There’s still time to nominate local icons for Best of D.C.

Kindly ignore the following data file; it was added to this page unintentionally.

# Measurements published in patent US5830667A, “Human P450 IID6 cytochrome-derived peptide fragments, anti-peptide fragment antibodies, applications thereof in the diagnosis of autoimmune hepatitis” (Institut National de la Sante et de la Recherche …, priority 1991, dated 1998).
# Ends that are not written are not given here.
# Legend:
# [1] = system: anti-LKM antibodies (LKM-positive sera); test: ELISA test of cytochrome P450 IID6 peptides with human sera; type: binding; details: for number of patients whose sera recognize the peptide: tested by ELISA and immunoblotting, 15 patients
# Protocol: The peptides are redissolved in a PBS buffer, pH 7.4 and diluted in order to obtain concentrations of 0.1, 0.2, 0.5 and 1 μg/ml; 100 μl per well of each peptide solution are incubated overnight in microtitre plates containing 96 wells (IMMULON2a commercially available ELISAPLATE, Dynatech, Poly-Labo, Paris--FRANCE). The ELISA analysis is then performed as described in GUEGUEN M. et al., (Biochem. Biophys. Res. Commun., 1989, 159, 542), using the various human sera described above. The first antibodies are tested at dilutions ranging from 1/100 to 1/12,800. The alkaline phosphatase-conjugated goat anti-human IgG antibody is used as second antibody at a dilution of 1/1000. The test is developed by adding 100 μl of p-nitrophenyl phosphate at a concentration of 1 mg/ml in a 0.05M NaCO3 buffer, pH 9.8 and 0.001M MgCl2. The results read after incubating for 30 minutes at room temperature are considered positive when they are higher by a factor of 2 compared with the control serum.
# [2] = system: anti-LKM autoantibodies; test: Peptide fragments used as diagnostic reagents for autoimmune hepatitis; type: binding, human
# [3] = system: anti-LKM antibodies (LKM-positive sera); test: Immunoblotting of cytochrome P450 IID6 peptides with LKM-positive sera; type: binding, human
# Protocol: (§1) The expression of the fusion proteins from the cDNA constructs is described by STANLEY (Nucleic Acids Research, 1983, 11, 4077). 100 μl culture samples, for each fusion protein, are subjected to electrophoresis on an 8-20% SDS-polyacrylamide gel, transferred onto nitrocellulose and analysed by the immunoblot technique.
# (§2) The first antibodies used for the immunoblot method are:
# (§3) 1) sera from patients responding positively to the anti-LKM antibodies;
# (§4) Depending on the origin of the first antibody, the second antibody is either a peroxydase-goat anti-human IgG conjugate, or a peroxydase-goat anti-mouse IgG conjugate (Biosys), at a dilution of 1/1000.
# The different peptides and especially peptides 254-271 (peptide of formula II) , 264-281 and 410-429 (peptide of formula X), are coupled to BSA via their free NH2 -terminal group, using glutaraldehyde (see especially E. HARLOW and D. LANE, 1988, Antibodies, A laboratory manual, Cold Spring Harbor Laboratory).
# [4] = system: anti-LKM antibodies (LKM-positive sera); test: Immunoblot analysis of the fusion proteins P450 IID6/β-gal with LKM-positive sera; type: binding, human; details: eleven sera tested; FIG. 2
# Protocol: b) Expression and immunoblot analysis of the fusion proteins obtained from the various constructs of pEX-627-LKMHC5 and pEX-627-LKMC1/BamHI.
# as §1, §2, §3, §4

Venus may be a tiny movie, but it provides Peter O’Toole with one of his biggest screen roles in two decades. Admittedly, he’s not stretching: He plays an aging actor who’s no less grand, if a little less renowned, than O’Toole himself. But director Roger Michell and scripter Hanif Kureishi haven’t simply enlisted the performer to be himself for 90-odd minutes. The duo, whose 2003 film, The Mother, shattered easy assumptions about an older woman’s sexuality, have devised a nuanced characterization that gives O’Toole plenty to do. He plays Maurice, a one-time London stage actor who’s occasionally summoned out of retirement to play a small film or TV role (usually, it seems, as the dying patriarch). But he mostly hangs out with fellow aging thespian Ian (Leslie Phillips), drinking tea and comparing medications. That all changes when Ian’s grandniece Jessie (Jodie Whittaker) moves in with him. She’s supposed to help care for the old man, but it quickly becomes clear that she has little empathy for him and no domestic skills. She’s actually been sent to London because she got in trouble —you know the kind—and has vague notions of becoming a model. Maurice is enchanted with Jessie, but not because he can perceive her hidden depths. It’s just that she’s a reasonably pretty young woman, the first one Maurice has known in what is clearly too long. He calls her Venus and decides to introduce her to the arts, showing her the painting that inspired the nickname and reciting a bit of Shakespeare. (She responds with a few lines from her idea of a classic, Kylie Minogue’s 1987 hit, “I Should Be So Lucky.”) Vanessa Redgrave and The History Boys’ Richard Griffiths appear as some of Maurice’s longtime colleagues, but most of the tale is devoted to Maurice and his Venus—a tender mismatch that can’t last long. If Jessie is not exactly the savviest of muses, Whittaker holds her own against her famous co-star. While personifying the primal feminine that beckons to an elderly man, she’s also entirely persuasive as a spoiled adolescent brat from the provinces.